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  • Márquez’s long race for third spot

    It was the longest battle to decide the Moto2 podium to date. Six hours, in fact. That's how long it took those behind the scenes to decide on three things this past weekend at the Catalan GP:

    1) Did Marc Márquez breach the regulations set out in the FIM rulebook?

    2) What penalty should be given?

    3) Who was going to tell Esteve Rabat that his third place trophy needed to be returned?

    After deliberation, race direction's decision was made. That it was announced after the MotoGP race had finished and most TV channels were off-air was something of an inconvenience to the viewing public and

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  • When MotoGP is wounded, call in ‘The Doctor’

    Rossi pays the bills in MotoGPJorge Lorenzo won the French Grand Prix this year and left Le Mans as the leader of the MotoGP World Championship. He might well have been the only person in the world who remembers the weekend for those reasons. He is not the first and neither will he be the last rider to have his performance completely overshadowed by Valentino Rossi —and maybe the series is all the better for it.

    It has been almost a year and a half since 'The Doctor' won his last premier class race — the 2010 Malaysian GP — and he has taken to the podium on just two occasions since his move to Ducati. Despite that, the

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  • Stoner’s retirement plan doesn’t surprise

    Ladies and gentlemen, welcome to the Casey Stoner retirement tour. The reigning MotoGP world champion's Thursday bombshell rocked the paddock and sent the silly season into overdrive — enough, indeed, to escalate its status to 'certifiable season'. All that, and we are only in May, four races into the current campaign.

    For a man who came into MotoGP at the last minute in 2006 through Lucio Cecchinello's rescue project when Sito Pons' team plans fell through, Stoner has become one of the quickest in making decisions once the season is underway. Since joining Ducati in 2007 he has been in a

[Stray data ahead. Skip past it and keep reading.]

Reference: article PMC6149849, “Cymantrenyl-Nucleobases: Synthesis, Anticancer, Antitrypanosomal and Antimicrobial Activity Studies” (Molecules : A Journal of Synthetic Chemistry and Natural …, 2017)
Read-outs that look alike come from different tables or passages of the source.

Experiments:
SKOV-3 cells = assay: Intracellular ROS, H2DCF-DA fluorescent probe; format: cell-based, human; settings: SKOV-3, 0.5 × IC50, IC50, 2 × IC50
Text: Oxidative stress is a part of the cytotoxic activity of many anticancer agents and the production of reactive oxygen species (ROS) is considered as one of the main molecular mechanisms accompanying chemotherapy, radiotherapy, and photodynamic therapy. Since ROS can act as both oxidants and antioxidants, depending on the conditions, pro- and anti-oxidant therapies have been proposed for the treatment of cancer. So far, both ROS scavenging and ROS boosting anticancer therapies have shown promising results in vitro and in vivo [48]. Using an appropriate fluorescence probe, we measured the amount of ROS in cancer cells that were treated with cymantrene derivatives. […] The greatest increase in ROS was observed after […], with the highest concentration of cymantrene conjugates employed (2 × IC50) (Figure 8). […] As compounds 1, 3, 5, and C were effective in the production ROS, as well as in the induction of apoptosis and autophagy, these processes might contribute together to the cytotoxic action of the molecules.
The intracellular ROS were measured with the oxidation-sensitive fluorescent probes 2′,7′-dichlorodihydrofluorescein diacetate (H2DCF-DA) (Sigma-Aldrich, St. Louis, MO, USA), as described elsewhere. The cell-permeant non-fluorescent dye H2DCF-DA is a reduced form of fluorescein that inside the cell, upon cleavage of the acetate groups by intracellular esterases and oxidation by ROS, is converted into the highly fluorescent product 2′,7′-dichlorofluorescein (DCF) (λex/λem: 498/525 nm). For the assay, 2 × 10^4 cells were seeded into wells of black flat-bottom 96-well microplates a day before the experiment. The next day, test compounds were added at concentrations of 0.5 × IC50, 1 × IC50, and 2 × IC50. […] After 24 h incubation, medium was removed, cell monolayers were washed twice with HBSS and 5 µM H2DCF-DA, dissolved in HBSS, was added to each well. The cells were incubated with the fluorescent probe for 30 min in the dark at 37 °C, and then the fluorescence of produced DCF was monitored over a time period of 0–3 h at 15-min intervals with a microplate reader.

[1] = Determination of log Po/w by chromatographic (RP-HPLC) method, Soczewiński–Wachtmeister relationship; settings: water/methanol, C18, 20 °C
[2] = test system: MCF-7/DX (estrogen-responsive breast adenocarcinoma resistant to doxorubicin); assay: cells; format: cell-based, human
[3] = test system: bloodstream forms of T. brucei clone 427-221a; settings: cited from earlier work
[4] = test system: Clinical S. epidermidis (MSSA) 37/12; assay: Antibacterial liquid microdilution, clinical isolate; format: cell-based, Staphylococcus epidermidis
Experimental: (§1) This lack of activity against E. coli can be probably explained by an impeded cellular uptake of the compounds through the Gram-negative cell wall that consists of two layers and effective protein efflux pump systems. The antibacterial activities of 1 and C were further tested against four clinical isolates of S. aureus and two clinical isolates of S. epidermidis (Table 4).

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  • Vermeulen knows how to progress a bikeIn every walk of life, there are some people who it is almost impossible to dislike. In motorsport - where everyone clashes with everyone else on track at some stage in their career - rubbing people up the wrong way is an occupational hazard. If you haven't annoyed someone, then you probably aren't going fast enough.

    It's nice, then, to see one of racing's good guys returning for a cameo this coming weekend. Chris Vermeulen comes in for the Forward Racing team in place of the injured Colin Edwards, himself highly popular, at the American's request, as the first replacement rider of the 2012

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  • Fenati shows Italy is not finito just yet

    Consider this column's hands held up.

    Towards the end of last season, with Valentino Rossi struggling to get to grips with the Ducati Desmosedici GP11/11.5, Andrea Dovizioso being given the boot by Honda and the Spanish armada continuing to sail to victory in the lower cylinder classes, I questioned when the next Italian starlet was going to appear on the scene.

    It appears as though the answer has arrived sooner rather than later, with the arrival of Romano Fenati to Grand Prix motorcycle racing. Like a man in orthopaedic shoes, I stand corrected.

    The teenager's second place in the inaugural